As a nation reflects on the 70th anniversary of one of the most brutal examples of 'total war' these montages blend vintage black and white shots of the carnage of 1940 with colour images of the same locations today.
One image shows a huge crater next to the Bank of England in London – perfectly merged with the same location as it looks today to bring home the dangers and privations that affected every Londoner – and indeed the inhabitants of most of Britain's major towns and cities.
Scientists say they've carried out the first rigorous analysis of dance moves that make men attractive to women.
The researchers say that movements associated with good dancing may be indicative of good health and reproductive potential.
"When you go out to clubs people have an intuitive understanding of what makes a good and bad dancer," said co-author Dr Nick Neave, an evolutionary psychologist at Northumbria University, UK.
"What we've done for the very first time is put those things together with a biometric analysis so we can actually calculate very precisely the kinds of movements people focus on and associate them with women's ratings of male dancers."
Wannabe Scottish holy warrior Stewart Cowan has started what may be an ongoing series on “The Myths and Hoaxes of the 20th Century”. That he’s started with a weak swing at evolution should come as no surprise, neither should the fact that he fails to put forward a coherent argument.
Cowan bases his argument on a wilfull or genuine failure to understand an 18th century theory called uniformitarianism. (It’s doubly amusing that he links to the wikipedia page about it because whenever he or his cronies are presented with a wikipedia page which proves them wrong or shows up a weakness in their arguments they fall over themselves to claim the site is a liberal conspiracy.) He then ignores centuries of research, discoveries and advances and implies that this one theory is the only thing scientists have ever used to figure anything out. From this nonsensical conceit he wanders off into a bunch of Creationist talking points and fails to prove anything. He cites research with blind cavefish which he thinks proves his point, completely failing to see that it does the opposite.
Stewart Cowan’s never presented a coherent or convincing argument against evolution, but this one’s even weaker than normal. As the only people who can be bothered to continually comment on his blog are equally uninformed and blinkered he has no need to improve his arguments, so they seem to be devolving.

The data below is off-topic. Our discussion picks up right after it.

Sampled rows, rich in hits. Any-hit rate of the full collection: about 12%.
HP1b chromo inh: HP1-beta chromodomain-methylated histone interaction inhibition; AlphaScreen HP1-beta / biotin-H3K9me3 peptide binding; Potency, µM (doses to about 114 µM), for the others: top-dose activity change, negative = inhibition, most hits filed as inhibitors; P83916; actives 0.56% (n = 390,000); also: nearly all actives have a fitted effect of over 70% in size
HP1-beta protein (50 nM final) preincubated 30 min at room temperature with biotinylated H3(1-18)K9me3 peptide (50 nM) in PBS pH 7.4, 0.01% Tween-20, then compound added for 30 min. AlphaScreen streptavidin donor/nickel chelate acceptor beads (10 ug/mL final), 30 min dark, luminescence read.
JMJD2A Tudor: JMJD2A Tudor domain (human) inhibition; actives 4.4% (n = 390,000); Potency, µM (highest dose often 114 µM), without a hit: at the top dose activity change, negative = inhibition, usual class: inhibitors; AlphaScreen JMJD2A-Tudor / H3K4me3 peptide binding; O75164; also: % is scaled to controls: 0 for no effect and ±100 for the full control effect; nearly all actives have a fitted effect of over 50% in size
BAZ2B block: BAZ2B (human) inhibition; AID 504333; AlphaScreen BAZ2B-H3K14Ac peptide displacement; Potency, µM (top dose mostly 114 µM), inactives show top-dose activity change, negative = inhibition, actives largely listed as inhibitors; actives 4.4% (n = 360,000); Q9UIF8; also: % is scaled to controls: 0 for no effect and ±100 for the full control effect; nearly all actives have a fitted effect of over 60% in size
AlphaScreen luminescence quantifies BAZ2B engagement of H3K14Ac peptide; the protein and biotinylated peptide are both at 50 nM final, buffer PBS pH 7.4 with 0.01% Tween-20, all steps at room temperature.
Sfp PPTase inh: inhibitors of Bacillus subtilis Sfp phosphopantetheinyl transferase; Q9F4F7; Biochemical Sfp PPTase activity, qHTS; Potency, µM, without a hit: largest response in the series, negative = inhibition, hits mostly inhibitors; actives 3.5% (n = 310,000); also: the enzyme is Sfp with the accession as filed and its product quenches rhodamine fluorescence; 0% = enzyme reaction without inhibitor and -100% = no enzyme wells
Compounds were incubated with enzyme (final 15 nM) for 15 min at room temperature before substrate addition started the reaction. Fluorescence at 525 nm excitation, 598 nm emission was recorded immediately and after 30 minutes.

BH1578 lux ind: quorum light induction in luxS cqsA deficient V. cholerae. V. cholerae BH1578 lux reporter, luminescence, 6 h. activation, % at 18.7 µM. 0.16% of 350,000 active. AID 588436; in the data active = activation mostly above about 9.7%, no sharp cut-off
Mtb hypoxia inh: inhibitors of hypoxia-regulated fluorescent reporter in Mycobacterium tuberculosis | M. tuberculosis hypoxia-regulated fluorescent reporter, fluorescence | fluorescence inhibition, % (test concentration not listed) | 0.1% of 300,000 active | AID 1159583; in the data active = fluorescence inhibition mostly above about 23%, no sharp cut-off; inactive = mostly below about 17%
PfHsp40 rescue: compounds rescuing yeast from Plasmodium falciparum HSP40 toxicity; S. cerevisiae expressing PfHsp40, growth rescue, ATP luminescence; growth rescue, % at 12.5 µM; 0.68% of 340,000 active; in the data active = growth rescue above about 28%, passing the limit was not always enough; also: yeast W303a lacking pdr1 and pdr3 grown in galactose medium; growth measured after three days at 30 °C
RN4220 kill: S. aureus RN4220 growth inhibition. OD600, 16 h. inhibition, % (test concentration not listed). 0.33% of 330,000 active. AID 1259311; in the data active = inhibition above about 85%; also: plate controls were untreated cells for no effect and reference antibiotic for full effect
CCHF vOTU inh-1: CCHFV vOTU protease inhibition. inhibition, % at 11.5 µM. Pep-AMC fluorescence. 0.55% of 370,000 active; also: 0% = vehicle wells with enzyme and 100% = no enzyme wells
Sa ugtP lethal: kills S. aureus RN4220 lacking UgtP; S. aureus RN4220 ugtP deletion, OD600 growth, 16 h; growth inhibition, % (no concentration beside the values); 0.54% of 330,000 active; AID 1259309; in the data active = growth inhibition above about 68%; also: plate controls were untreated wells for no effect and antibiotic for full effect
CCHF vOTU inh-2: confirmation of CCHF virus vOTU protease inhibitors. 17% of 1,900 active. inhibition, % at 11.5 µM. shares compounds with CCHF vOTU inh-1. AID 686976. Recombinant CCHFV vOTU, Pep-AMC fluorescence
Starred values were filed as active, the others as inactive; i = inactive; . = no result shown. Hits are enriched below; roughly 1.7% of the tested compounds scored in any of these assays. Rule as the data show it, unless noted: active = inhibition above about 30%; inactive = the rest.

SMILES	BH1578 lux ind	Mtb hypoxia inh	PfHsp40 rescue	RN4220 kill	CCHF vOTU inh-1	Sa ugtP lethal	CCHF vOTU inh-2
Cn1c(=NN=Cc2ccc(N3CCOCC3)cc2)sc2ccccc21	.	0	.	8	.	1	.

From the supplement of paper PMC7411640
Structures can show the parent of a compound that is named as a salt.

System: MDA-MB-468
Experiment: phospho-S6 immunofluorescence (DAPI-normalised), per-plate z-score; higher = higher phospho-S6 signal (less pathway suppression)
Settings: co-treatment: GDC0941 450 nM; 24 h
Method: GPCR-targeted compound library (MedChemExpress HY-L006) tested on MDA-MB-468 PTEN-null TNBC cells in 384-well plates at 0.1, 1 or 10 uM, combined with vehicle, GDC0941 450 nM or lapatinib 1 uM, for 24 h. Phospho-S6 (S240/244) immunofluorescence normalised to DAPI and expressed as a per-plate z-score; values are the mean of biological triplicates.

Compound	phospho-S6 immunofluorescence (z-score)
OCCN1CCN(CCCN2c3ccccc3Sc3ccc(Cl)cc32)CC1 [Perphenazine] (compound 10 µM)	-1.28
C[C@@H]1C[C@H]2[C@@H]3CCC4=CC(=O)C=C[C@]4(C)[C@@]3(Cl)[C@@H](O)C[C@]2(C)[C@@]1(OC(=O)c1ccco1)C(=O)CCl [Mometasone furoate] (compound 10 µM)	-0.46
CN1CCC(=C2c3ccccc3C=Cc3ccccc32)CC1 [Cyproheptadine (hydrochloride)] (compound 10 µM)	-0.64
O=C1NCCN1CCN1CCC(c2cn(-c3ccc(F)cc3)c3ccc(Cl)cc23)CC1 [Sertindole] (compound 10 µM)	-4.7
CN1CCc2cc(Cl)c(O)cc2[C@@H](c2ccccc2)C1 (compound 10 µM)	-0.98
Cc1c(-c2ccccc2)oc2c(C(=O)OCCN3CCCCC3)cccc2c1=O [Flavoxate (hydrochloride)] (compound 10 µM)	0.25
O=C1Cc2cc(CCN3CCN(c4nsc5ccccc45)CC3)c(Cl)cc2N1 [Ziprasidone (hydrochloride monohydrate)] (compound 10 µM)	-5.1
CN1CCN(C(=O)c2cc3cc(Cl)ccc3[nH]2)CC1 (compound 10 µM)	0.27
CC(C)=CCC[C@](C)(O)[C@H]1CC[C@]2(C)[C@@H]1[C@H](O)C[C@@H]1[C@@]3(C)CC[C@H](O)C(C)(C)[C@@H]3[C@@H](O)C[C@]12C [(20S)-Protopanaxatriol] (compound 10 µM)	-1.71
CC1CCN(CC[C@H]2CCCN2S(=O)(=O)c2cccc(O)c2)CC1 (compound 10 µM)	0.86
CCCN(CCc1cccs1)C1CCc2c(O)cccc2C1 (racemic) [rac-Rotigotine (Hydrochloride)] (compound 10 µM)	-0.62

The New Scientist has a special report on the roots and methods of denialism. Should be useful reading for anyone who ever finds themselves talking to creationists/climate change deniers/9/11 Truthers/anti vaccination types/that bloke in teh pub who knows what really happened to Elvis.
How to be a denialist
Martin McKee, an epidemiologist at the London School of Hygiene and Tropical Medicine who also studies denial, has identified six tactics that all denialist movements use. “I’m not suggesting there is a manual somewhere, but one can see these elements, to varying degrees, in many settings,” he says (The European Journal of Public Health, vol 19, p 2).
1. Allege that there’s a conspiracy. Claim that scientific consensus has arisen through collusion rather than the accumulation of evidence.
2. Use fake experts to support your story. “Denial always starts with a cadre of pseudo-experts with some credentials that create a facade of credibility,” says Seth Kalichman of the University of Connecticut.
3. Cherry-pick the evidence: trumpet whatever appears to support your case and ignore or rubbish the rest. Carry on trotting out supportive evidence even after it has been discredited.
4. Create impossible standards for your opponents. Claim that the existing evidence is not good enough and demand more. If your opponent comes up with evidence you have demanded, move the goalposts.
5. Use logical fallacies. Hitler opposed smoking, so anti-smoking measures are Nazi. Deliberately misrepresent the scientific consensus and then knock down your straw man.
6. Manufacture doubt. Falsely portray scientists as so divided that basing policy on their advice would be premature. Insist “both sides” must be heard and cry censorship when “dissenting” arguments or experts are rejected.
The Foreign Office has apologised for a “foolish” document which suggested the Pope’s visit to the UK could be marked by the launch of “Benedict” condoms.
Called “The ideal visit would see…”, it said the Pope could be invited to open an abortion clinic and bless a gay marriage during September’s visit.
The document went on to propose the Pope could apologise for the Spanish Armada or sing a song with the Queen for charity.
It listed “positive” public figures who could be made part of the Pope’s visit, including former Prime Minister Tony Blair and 2009 Britain’s Got Talent runner-up Susan Boyle, and those considered “negative”, such as Manchester United striker Wayne Rooney and prominent atheist Richard Dawkins.
If anyone should be apologising at the moment it should be the Catholic church, for so many things I won’t even start listing them.